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Accounting majors' financial reporting knowledge and their ability to identify and correct financial statement errors and omissions.

ABSTRACT

Financial statement frauds that have impaired the integrity of financial reporting and led to new regulation (i.e., the Sarbanes-Oxley Act of 2002) have reemphasized the importance of financial reporting knowledge. Accounting majors must not only know the multitude of accounting rules, but also the overall reporting requirements. Yet, students frequently lack some knowledge in this area.

The purpose of this study was to investigate accounting majors' financial reporting knowledge, which is necessary to succeed in the challenging accounting profession, and to develop recommendations that will help accounting educators address any weaknesses. A multi-course case project consisting of financial statements and notes containing intentional errors and omissions was utilized in Intermediate Accounting courses.

The study found that students' identification and correction of errors and omissions varied depending on the specific reporting issue. Overall, a higher percentage of students correctly identified errors and omissions on the face of the financial statements than in the notes. Furthermore, only a relatively small percentage of the students noticed that several comparative financial statement years had been omitted. The results from this study suggest that additional instruction is needed, particularly with respect to overall reporting requirements and the relevance of financial statement note disclosures.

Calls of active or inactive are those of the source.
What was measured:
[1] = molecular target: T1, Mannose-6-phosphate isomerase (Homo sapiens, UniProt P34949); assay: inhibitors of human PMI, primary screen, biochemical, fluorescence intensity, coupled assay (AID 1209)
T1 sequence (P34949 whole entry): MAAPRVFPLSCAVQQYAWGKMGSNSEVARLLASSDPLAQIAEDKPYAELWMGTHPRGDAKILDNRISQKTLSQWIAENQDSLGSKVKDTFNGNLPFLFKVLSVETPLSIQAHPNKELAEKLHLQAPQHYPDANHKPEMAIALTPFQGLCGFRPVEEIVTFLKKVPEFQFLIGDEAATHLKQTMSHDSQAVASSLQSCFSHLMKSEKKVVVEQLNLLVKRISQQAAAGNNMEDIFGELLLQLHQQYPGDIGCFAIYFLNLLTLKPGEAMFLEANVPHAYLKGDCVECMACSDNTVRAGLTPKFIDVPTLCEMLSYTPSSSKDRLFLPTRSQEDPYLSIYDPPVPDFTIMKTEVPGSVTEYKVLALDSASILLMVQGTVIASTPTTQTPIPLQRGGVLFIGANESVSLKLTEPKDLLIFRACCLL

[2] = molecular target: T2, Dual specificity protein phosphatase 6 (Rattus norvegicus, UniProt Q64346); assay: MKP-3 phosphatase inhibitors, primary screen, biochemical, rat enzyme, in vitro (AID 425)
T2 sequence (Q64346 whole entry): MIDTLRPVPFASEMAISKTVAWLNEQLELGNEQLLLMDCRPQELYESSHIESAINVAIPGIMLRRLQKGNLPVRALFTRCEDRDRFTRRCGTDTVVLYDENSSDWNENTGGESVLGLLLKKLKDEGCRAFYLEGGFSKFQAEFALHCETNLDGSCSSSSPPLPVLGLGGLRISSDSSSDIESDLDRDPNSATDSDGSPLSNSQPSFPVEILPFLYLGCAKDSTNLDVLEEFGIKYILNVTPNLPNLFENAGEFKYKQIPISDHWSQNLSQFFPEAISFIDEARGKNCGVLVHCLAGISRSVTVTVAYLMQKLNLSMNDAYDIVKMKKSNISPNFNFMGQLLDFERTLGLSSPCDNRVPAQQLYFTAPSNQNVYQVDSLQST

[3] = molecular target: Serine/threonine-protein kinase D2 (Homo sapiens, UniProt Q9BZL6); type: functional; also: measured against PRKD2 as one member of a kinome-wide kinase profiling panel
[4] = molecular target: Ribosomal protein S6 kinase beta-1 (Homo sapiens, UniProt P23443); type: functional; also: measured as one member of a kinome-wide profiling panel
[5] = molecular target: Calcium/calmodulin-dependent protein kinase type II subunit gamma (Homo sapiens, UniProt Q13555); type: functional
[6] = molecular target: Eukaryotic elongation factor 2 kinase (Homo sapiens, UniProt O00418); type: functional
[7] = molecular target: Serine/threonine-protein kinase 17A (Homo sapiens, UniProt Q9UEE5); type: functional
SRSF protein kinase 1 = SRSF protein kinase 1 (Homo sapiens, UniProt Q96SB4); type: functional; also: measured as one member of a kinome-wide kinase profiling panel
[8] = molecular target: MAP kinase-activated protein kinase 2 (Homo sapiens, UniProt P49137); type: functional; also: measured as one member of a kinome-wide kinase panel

INTRODUCTION

The accounting profession has experienced significant changes during the past few years. Highly publicized accounting frauds involving large companies such as WorldCom and Enron and some surprising audit failures have enhanced the scrutiny of the profession and have led to additional regulation (i.e., the creation of the Sarbanes-Oxley Act of 2002). These recent financial reporting scandals have enhanced cognizance of a long recognized need for high quality and truthful financial reporting.